If you’re not a very adventurous eater, you may have never heard of kimchi, let alone tried it. But, kimchi is culturally important to Koreans, who on average eat 48 pounds of the stuff annually. Over the last decade, this dish has had an outpouring of support in the United States, and now you can see it on everything from pancakes to burgers. Kimchi isn’t just tasty, though. There’s also evidence that it can be really healthy for you!
What is Kimchi?
Before we explore why kimchi is healthy, let’s explore what kimchi is exactly. While there is some dispute about the origins of kimchi, researchers believe it was created in Korea over a thousand years ago. The creation of kimchi comes along like many ancient dishes, from necessity. Winters on the Korean peninsula can be very cold. So, in order to have a reliable food supply during these long winters, families would ferment the vegetables, allowing them to last longer. Over time, this evolved to include Chinese cabbage and red chili peppers, which gives the dish its signature salty, sweet, and hot flavor combination it has today.
How Kimchi is Healthy
Now that you know about the origin of kimchi, let’s look at why it’s become so popular. The answer isn’t just the taste, though fans will rave about its unique flavor. Kimchi is actually a surprisingly healthy dish that can easily be added to almost anything.
Regular readers of Medicareful Living may notice that kimchi has some similarities to another dish we’ve covered in the past — sauerkraut. That’s because it is very similar to sauerkraut, though there are more ingredients to kimchi than the fragrant German dish. This means kimchi is loaded with healthy probiotics. Probiotics are healthy organisms created in the fermentation process that can help improve your digestive health, balance your gut flora, and prevent or alleviate many stomach issues. There’s even evidence that probiotics can help improve a wide range of general health regions, most notably your heart health.
Lots of Vitamins and Minerals
Not only does it have plenty of probiotics, kimchi is also loaded with some worthwhile nutrients. Specifically, Vitamin A is prominent in kimchi, with 100 grams accounting for approximately two percent of your daily intake. Vitamin A is important to a properly functioning body, helping your lungs, kidneys, eyes, and others work well. Kimchi is also rich in folate and calcium. Folate, also known as Vitamin B-9, is essential to creating health blood cells, bone marrow, and converting carbohydrates to energy. It’s also healthy for your heart and can lower your risk of certain cancers. Calcium is needed for strong bones. Finally, it’s worth noting that 100 grams of kimchi gives you 14 percent of your daily iron recommendation. The ingredients together make kimchi a reportedly “antioxidative and antiaging, antimutagenic, anticancer, antiobesity” dish.
Things to Watch Out For
Despite all of the health benefits kimchi offers, there’s one thing to watch out for — the sodium amount. If you’re on a low-sodium diet, you’ll want to be careful with how much kimchi you eat. That same 100 grams of kimchi we discussed before has 498 milligrams or 22 percent of your daily recommendation of sodium! And that’s for a person on a regular, non-sodium restrictive diet. Luckily, it is possible to reduce the amount of sodium in the dish by using low-sodium versions of some of the ingredients.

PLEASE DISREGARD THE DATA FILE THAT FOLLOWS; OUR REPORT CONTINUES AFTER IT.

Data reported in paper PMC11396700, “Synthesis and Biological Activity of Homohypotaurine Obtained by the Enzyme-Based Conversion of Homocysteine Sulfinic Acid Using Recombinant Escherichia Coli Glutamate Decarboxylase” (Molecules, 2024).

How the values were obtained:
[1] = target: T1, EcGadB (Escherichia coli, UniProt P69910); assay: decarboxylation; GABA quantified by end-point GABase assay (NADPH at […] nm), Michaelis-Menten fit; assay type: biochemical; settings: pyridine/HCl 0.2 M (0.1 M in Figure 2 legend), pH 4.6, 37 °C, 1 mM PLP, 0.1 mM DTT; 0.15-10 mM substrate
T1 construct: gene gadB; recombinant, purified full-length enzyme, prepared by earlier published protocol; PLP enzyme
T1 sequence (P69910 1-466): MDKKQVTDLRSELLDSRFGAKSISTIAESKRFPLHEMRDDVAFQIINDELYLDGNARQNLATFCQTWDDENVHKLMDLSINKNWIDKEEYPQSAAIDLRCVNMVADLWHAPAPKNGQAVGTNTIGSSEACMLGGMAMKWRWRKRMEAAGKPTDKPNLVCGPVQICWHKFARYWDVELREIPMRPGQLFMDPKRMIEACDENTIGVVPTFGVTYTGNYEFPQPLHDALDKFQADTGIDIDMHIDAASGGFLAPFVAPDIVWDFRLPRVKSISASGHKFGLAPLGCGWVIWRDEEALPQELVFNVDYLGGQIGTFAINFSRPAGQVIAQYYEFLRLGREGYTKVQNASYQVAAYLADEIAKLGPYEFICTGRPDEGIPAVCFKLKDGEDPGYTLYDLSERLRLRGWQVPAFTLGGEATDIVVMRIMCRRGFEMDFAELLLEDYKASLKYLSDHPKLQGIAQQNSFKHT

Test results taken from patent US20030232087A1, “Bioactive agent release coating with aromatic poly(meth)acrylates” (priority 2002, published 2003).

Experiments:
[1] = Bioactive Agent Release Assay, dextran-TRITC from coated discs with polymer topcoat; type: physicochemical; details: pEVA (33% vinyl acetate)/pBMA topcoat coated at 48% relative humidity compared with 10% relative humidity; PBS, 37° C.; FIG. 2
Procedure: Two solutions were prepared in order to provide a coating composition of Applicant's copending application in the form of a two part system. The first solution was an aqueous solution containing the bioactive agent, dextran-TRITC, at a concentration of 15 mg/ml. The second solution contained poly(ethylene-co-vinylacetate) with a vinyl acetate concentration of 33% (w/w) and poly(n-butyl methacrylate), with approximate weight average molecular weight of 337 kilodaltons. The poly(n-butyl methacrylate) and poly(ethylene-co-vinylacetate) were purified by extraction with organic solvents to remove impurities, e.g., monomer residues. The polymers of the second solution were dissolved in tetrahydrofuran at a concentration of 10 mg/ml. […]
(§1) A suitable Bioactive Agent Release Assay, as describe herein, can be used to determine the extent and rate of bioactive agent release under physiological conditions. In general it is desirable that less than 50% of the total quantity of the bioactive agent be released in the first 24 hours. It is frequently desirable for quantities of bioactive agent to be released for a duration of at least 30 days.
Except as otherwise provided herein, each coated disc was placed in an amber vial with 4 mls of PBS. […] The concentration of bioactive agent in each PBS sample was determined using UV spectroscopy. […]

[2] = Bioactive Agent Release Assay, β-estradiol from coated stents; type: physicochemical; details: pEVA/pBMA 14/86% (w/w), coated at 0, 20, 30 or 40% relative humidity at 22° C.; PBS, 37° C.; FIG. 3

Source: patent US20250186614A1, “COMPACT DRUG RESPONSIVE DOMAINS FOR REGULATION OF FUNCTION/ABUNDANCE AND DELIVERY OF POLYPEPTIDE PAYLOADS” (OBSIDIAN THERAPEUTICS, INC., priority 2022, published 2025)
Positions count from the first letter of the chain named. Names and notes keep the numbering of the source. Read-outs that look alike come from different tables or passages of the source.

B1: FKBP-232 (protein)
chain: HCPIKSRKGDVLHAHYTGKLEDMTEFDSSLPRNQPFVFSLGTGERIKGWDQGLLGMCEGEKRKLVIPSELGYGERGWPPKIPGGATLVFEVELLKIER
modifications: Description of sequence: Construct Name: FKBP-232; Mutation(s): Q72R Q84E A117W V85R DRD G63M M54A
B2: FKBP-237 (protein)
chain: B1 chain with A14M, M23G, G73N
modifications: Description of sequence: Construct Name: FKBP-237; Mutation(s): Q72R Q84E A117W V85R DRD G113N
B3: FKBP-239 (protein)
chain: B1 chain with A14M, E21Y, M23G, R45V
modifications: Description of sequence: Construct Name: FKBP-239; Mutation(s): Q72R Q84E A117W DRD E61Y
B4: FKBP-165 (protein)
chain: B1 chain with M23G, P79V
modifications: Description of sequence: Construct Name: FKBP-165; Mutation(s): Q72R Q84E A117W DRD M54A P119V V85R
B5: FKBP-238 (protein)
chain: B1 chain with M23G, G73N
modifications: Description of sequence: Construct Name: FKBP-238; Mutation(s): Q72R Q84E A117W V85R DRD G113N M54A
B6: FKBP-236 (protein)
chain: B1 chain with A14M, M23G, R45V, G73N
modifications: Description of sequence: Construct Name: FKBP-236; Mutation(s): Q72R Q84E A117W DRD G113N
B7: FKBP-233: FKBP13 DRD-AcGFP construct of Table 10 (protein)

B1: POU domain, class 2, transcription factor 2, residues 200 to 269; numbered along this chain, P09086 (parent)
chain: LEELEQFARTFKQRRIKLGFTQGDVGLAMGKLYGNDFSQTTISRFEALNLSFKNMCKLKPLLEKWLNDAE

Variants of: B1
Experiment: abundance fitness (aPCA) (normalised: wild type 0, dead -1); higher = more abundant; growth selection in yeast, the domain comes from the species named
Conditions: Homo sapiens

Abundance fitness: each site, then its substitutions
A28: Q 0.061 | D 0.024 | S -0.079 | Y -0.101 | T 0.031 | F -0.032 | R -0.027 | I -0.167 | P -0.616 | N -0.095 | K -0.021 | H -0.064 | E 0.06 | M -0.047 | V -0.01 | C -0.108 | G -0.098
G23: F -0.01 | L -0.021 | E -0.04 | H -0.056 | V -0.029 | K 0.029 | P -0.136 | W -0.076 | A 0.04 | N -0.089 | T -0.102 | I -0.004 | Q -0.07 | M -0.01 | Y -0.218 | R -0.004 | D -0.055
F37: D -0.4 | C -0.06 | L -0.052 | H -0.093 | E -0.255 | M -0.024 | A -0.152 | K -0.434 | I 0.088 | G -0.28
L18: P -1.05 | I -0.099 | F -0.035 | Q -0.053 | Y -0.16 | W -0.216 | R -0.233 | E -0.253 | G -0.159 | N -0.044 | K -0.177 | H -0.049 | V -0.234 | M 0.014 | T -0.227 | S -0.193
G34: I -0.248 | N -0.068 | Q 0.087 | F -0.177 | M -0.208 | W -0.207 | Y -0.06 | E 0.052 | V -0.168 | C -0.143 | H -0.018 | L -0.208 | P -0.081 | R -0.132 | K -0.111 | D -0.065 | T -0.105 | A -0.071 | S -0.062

Another word of warning is for those with stomach issues like irritable bowel syndrome (IBS). Kimchi is often high in garlic, which doesn’t always play nicely with IBS. If this concerns you, lower the amount of garlic in the dish or use more ginger.
Now that we know why kimchi good for us and what to watch out for, let’s learn how to make it!
- 1 large head of Napa cabbage
- 1 daikon radish, peeled and matchsticked
- ¼ cup of coarse sea salt
- 3 cloves of garlic, minced
- 3 tsp of fresh ginger, grated
- 2-6 tbsp of Korean chili powder, a.k.a. “Gochugaru” (depending on how hot you want it)
- 3-5 green onions or scallions, sliced thinly
- 2 tsp of fish sauce (optional, remove to make vegan or lower sodium)
- 1 tsp of sugar (optional)
- Cut the Napa cabbage into tall quarters before cutting the quarters one- to two-inches thick.
- In a large bowl, massage the salt into the cabbage until the cabbage begins to soften.
- Add just enough water to dissolve the salt and cover the cabbage.
- Place a plate overtop the cabbage to keep it submerged and let it stand for at least three to four hours, up to overnight (six to eight hours).
- In a bowl, combine garlic, ginger, and fish sauce (optional).
- Add in the radish, chili powder, green onions, and sugar (optional) and stir to create a paste. (If you’re mixing with your hands, wear gloves, since chili paste can cause irritation.)
- Drain the cabbage, reserving the brine, and rinse, allowing to it drain in a colander for 10 minutes.
- Place cabbage into a large bowl and thoroughly mix the paste into the cabbage until it’s coated.
- Pack the cabbage mixture into a quarter-sized container, like a mason jar, pressing it down to the bottom with a wooden spoon.
- Add enough of the reserved brine to have about an inch of brine over the top of the cabbage mixture, pressing down one more time to remove air bubbles.
- Cover the jar loosely with a lid.
- Place the jar in a large bowl to collect any juice that may leak, just in case.
- Place the bowl on the counter and allow to sit at room temperature for three days, pressing down on the mixture once a day to ensure it stays submerged.
- The kimchi is now ready to eat. You can place the jar, covered with the lid, in the fridge to allow the kimchi to ferment longer.
- The longer you let it ferment, the stronger and sourer the flavor.